Gov. Gavin Newsom last month signed AB 51, which bars businesses from requiring employees to resolve disputes through binding arbitration agreements, beginning January 1. However, many analysts think legal challenges could delay or prevent implementation. The law would “prohibit employers from entering into mandatory arbitration agreements for nearly all types of employment law claims in California,” the Fisher Phillips firm comments. “The new law could have significant impacts on California employers across all industries – if it ever goes into effect. There are significant questions around whether the new statute is invalid. We could see it scaled back or completely tossed out before ever being enforced based on an argument that it is preempted by federal law.”
Before the law is blocked, however, employers should refrain from including binding arbitration in employment contracts, some lawyers advise.
Businesses and the public have until December 6 to comment on proposed regulations implementing the California Consumer Privacy Act. State Attorney General Xavier Becerra released the tentative rules last month.
The law consists of four key elements, according to the attorney general:
- Businesses must disclose data collection and sharing practices to consumers.
- Consumers have a right to request that their data be deleted.
- Consumers have a right to opt out of the sale or sharing of their personal information.
- Businesses are prohibited from selling personal information of consumers under the age of 16 without explicit consent.
More information about the proposed regulations, public hearings and submitting comments can be found here.
The state minimum wage edges up a dime to $8.56 an hour on January 1. The raise matches the increase in the Consumer Price Index.
Gov. Matt Bevin promised to push for a sweeping tax overhaul, if he were re-elected Nov. 5. But he wasn’t.
The now-outgoing chief executive proposed eliminating individual and corporate income taxes and replacing the lost revenue with higher sales taxes. He also suggested scrapping the state’s estate and inventory taxes. Bevin said the state should “stop taxing the job creators and the wealth producers,” Kentucky Public Radio reported.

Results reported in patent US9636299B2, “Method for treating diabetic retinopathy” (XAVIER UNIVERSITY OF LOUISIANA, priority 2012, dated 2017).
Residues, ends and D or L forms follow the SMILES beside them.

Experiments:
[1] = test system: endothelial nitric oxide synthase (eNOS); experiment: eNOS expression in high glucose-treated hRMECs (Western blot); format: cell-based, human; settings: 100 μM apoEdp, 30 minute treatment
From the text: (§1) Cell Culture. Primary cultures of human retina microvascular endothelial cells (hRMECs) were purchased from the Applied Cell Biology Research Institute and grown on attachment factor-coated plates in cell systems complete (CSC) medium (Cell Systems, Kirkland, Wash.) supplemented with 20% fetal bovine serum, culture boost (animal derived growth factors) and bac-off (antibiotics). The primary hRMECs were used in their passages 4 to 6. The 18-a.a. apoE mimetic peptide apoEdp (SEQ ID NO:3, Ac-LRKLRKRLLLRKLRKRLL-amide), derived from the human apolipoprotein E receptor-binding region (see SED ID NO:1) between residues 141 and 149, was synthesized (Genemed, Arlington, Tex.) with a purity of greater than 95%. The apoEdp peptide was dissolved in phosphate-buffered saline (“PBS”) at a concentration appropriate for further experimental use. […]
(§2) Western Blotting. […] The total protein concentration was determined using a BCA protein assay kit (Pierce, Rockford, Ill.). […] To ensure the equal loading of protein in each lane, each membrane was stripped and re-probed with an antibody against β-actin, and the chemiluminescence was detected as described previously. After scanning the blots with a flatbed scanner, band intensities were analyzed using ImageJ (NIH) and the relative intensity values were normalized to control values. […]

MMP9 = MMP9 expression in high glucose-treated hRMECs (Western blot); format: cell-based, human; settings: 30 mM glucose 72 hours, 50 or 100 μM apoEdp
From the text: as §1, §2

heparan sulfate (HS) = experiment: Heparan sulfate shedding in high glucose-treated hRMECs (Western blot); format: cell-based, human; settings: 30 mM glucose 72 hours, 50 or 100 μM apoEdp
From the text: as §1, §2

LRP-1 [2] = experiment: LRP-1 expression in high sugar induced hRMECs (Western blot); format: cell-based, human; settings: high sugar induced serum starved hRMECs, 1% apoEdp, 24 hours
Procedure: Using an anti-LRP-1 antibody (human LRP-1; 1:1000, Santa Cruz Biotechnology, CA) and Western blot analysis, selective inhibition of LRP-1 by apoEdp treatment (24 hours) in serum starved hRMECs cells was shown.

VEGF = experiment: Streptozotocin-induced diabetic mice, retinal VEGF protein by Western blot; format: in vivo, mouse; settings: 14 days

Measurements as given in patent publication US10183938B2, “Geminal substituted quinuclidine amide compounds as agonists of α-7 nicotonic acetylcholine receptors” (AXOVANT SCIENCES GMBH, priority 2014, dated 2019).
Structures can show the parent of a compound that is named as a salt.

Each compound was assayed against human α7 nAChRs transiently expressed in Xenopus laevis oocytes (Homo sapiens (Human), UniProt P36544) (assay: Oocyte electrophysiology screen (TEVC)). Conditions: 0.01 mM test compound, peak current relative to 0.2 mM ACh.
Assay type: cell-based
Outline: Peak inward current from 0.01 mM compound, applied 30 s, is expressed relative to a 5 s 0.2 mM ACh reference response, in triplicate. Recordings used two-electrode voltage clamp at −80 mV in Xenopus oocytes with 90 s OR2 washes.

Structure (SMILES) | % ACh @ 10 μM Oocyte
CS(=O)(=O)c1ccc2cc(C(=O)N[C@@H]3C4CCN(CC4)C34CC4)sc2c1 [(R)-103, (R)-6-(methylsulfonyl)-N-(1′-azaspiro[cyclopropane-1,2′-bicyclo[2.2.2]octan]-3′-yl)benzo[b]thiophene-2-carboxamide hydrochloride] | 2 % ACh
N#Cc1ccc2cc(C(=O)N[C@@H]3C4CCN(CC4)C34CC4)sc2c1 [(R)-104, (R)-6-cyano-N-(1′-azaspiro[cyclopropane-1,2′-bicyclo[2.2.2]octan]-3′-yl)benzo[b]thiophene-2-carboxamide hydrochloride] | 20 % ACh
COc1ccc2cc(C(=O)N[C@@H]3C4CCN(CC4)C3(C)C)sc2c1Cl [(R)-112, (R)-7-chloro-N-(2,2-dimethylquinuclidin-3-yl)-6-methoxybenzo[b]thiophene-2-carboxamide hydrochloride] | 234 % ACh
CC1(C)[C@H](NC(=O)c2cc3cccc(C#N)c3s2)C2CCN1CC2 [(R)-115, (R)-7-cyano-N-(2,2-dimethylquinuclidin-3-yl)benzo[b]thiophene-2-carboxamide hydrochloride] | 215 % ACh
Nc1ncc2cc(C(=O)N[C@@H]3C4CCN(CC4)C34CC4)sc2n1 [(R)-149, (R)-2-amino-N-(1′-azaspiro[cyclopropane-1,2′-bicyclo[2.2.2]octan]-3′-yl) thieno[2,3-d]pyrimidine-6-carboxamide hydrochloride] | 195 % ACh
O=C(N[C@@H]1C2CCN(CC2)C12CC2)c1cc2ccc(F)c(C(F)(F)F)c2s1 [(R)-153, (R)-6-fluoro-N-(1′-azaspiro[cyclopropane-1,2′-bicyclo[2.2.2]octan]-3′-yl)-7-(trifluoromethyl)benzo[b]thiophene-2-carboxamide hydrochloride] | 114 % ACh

It wasn’t clear what impact those changes would have on furniture retailers. They would benefit by a repeal of income, inventory and estate taxes, although the impact of higher sales taxes might be negative. But Bevin’s narrow election loss to state Attorney General Andy Beshear may have ended the opportunity for significant tax changes.
Jefferson Parish claims Walmart.com owes it $1.8 million in back taxes on sales made by third-party retailers through its online platform. Walmart says it was not responsible for those taxes at the time the purchases were made. The Louisiana Department of Revenue has sided with Walmart. A court found in favor of Jefferson Parish, but for a smaller amount of money. The case may be heard by the Louisiana Supreme Court.
There won’t be a legislative fix this year to an overtime ruling affecting furniture retailers, but there is a proposal to launch a task force review.
The issue stems from a surprising decision by the state’s highest court last spring in Sullivan v. Sleepy’s. Reversing the state’s interpretation of labor law, the court said that sales employees whose entire compensation is earned through commissions are nevertheless entitled to premium pay for work on Sundays and in excess of 40 hours per week. Legislative efforts to restore the previous interpretation were unsuccessful. Business groups hope that a task force, including representatives of retail employers and employees, can reach an agreement that makes sense for all parties.
The Garden State has enacted several employment law changes, including:
Beginning on Jan. 1, 2020, New Jersey employers cannot request a job applicant’s salary or benefit history during the initial hiring process. An employer may not take adverse action based on an individual’s refusal to provide salary or benefit history. However, once an employer makes an employment offer, it may then ask the applicant to sign an authorization to confirm salary history.
The state minimum wage will increase to $11 an hour on Jan. 1, 2020. It will continue to rise by $1 an hour until it reaches $15 on Jan. 1, 2024.
The Family Leave Act now covers companies with 30 or more employees, reduced from 50 employees. The law originally applied to employees who have worked for an employer for at least a year, allowing them to take leave to care for a newly born or adopted child or to care for a family member with a serious health condition. As recently amended, eligible employees may now also take leave if they become foster-care parents, introduce a new child into the family through a “gestational carrier agreement,” or are victims of domestic or sexual violence or have family members who are victims.
The definition of family member has expanded to include a child, parent, spouse, civil union partner, parent-in-law, sibling, grandparent, grandchild, domestic partner, “any other individual related by blood to the employee,” and “any other individual whom the employee shows to have a close association with the employee which is the equivalent of a family relationship.”